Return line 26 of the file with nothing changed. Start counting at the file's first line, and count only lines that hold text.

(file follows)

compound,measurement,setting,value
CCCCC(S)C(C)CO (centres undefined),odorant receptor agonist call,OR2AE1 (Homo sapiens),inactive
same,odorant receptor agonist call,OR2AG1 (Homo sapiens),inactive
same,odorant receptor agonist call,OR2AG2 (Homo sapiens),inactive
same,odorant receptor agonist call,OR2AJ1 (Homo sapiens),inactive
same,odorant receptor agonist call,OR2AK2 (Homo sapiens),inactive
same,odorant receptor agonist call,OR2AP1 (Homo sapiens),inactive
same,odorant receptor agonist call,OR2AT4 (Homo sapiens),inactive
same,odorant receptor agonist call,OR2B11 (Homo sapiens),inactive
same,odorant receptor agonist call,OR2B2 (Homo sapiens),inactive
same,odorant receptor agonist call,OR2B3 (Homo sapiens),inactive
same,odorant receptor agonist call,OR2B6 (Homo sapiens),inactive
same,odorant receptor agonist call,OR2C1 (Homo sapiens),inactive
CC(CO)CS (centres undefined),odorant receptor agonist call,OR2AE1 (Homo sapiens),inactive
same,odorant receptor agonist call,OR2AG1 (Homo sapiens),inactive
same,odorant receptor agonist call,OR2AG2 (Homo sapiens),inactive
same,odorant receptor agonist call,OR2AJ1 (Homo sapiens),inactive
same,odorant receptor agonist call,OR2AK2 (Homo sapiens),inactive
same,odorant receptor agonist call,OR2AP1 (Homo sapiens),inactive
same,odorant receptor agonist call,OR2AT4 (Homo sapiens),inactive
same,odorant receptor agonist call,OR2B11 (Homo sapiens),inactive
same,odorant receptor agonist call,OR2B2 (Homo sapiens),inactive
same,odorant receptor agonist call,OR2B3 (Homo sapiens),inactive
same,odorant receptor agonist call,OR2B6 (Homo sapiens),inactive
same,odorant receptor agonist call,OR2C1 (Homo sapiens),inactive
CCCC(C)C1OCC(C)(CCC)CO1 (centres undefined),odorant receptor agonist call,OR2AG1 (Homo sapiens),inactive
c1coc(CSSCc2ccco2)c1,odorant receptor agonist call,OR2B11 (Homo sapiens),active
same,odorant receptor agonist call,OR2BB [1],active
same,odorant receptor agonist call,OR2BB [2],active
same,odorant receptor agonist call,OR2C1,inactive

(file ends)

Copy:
CCCC(C)C1OCC(C)(CCC)CO1 (centres undefined),odorant receptor agonist call,OR2AG1 (Homo sapiens),inactive